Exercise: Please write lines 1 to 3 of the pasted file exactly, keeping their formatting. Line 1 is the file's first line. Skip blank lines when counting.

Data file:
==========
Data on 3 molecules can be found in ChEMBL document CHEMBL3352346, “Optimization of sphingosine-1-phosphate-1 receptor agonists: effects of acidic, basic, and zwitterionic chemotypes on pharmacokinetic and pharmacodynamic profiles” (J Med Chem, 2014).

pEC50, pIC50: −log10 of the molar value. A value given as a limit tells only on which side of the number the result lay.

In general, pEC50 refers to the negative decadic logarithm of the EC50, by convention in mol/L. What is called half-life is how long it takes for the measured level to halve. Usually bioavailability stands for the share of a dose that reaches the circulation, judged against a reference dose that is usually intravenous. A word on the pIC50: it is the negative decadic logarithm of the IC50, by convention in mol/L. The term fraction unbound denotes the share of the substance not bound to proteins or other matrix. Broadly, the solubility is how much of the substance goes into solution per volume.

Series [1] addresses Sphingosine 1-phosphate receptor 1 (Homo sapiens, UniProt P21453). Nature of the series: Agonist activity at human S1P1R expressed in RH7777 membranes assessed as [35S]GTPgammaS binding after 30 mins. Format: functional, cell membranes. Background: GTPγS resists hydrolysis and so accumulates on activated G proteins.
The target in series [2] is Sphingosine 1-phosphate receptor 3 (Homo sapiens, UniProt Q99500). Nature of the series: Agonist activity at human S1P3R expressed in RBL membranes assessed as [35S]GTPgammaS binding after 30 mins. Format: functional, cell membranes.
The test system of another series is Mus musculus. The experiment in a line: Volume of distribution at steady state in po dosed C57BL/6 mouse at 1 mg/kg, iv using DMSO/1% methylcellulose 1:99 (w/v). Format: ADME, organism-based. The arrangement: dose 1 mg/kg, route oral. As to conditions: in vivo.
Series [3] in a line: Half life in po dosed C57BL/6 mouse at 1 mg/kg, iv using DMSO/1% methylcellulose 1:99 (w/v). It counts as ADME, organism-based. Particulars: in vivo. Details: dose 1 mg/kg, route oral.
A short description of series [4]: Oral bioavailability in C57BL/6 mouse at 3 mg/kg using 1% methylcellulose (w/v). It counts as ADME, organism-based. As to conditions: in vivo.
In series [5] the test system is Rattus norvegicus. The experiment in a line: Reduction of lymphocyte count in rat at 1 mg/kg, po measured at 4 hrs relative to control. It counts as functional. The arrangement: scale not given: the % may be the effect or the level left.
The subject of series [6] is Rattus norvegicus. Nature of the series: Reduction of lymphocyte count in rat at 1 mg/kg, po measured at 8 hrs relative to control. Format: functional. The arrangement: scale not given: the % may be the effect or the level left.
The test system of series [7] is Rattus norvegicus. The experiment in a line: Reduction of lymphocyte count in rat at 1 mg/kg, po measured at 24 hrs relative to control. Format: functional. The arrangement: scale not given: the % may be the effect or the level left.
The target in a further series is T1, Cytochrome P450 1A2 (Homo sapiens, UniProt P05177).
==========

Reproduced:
Data on 3 molecules can be found in ChEMBL document CHEMBL3352346, “Optimization of sphingosine-1-phosphate-1 receptor agonists: effects of acidic, basic, and zwitterionic chemotypes on pharmacokinetic and pharmacodynamic profiles” (J Med Chem, 2014).

pEC50, pIC50: −log10 of the molar value. A value given as a limit tells only on which side of the number the result lay.

In general, pEC50 refers to the negative decadic logarithm of the EC50, by convention in mol/L. What is called half-life is how long it takes for the measured level to halve. Usually bioavailability stands for the share of a dose that reaches the circulation, judged against a reference dose that is usually intravenous. A word on the pIC50: it is the negative decadic logarithm of the IC50, by convention in mol/L. The term fraction unbound denotes the share of the substance not bound to proteins or other matrix. Broadly, the solubility is how much of the substance goes into solution per volume.